"Jews, Germans, and Allies is an important historical document, especially in light of those revisionists who would impose a universal amnesia about the suffering and losses incurred during the Holocaust. The grim statistics that Ms. Grossmann presents in her carefully researched and well-organized book carry evidence of the terrible truth. But the testimony of the survivors she quotes contains the final, ineradicable facts of history."—Hilma Wolitzer, East Hampton Star
"[Grossmann] has achieved that most enviable of goals: she has written a book about Jewish/non-Jewish relations that will be required reading for any scholar of German postwar history for many years to come. Indeed, I would go as far as to suggest that Grossmann's Jews, Germans, and Allies is one of those few books that appear in each decade that will be read with considerable benefit and enjoyment not only by historians of any specialization but also by any scholar with an arts and humanities or social science background and a smattering of historical sensitivity."—Lars Fischer, Journal of Modern History
"All told, Grossmann's book paints a fascinating portrait of the 'close encounters' in occupied Germany among Jews, Germans, and Allies. Her gendered lens helps better nuance our understanding of this chaotic period. I highly recommend this book for scholars, students, and the general public."—Lynn Rapaport, Holocaust and Genocide Studies
"A pioneering and innovative study that will undoubtedly stimulate work in the fields of German and Jewish post-war history in the coming years."—Shirli Gilbert, Patterns of Prejudice
"Atina Grossmann has written a beautiful book, methodologically sophisticated and rich in its detailed reconstruction of everyday life. It opens a grand view on the fascinating and critical period of the years immediately following the end of World War II in Europe."—Jan T. Gross, author of Neighbors
"Jews, Germans, and Allies stakes out new historical and theoretical ground. Beautifully written, studded with verbal and pictorial images, Grossmann's text takes us on a gripping historical journey. A master narrative: she maintains complete control of the riveting history she tells, while weaving in amazing snapshots of individual lives and contemporary reports."—Debórah Dwork, director of the Strassler Family Center for Holocaust and Genocide Studies at Clark University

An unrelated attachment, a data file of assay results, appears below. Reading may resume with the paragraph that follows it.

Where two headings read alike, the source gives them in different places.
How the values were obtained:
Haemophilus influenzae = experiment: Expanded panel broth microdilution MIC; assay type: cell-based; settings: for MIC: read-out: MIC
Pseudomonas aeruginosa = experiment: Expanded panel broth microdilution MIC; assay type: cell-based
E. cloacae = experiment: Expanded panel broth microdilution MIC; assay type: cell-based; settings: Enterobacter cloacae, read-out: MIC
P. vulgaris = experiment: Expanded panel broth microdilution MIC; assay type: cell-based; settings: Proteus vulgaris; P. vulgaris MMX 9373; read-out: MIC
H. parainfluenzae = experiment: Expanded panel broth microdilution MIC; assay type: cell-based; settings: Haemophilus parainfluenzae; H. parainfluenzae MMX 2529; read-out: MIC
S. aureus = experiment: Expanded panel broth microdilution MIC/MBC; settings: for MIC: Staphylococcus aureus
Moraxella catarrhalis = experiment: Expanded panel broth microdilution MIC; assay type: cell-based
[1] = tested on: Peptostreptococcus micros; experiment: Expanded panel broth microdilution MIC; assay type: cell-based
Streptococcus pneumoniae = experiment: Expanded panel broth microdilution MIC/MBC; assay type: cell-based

"Diving into the wreckage, Professor Grossmann expertly sifts through the chaos, refusing reductionist paradigms and describing in detail the many complex encounters between Germans, Americans, Brits, Russians, French, and Jews in postwar Germany. This is fascinating social history that focuses as much on women as on men, on the occupiers as well as on the occupied."—Helen Epstein, author of Children of the Holocaust and Where She Came From
"An evocative and richly documented book set in the rubble-strewn streets of postwar Berlin, in the Jewish refugee camps, and in the offices of the Allied occupiers. With an eye for drama and an ear for distinctive tonalities, Grossmann interweaves the three closely related and intersecting stories of Jewish survivors, defeated Germans, and American occupiers to show how these 'close encounters' produced contrapuntal memories of the experience of World War II and the Holocaust. This remarkable work transcends the genres of German and Jewish history and sets a new standard for writing the history of 'entanglements' in the post-1945 era."—Anson Rabinbach, Princeton University
"Atina Grossmann's book is, without any doubt, a pioneering work on postwar German, Jewish, and partly also American history. Grossmann uses a whole range of previously unknown sources. The picture emerging from this wealth of new material is quite different from the many stereotypes, which still dominate our view of this unlikely historical episode. The most striking difference is the crucial role that gender plays in her analysis."—Michael Brenner, University of Munich
"Few other books, if any, have told the story of Germany's postwar Jews with such an eye to their interaction with non-Jewish Germans. Grossmann shows that both groups were victims in different ways, but that the status and character of their victimhood was of course very different. She has an eye for telling detail, and the gendered aspects to the story are particularly rich."—Mark Roseman, Indiana University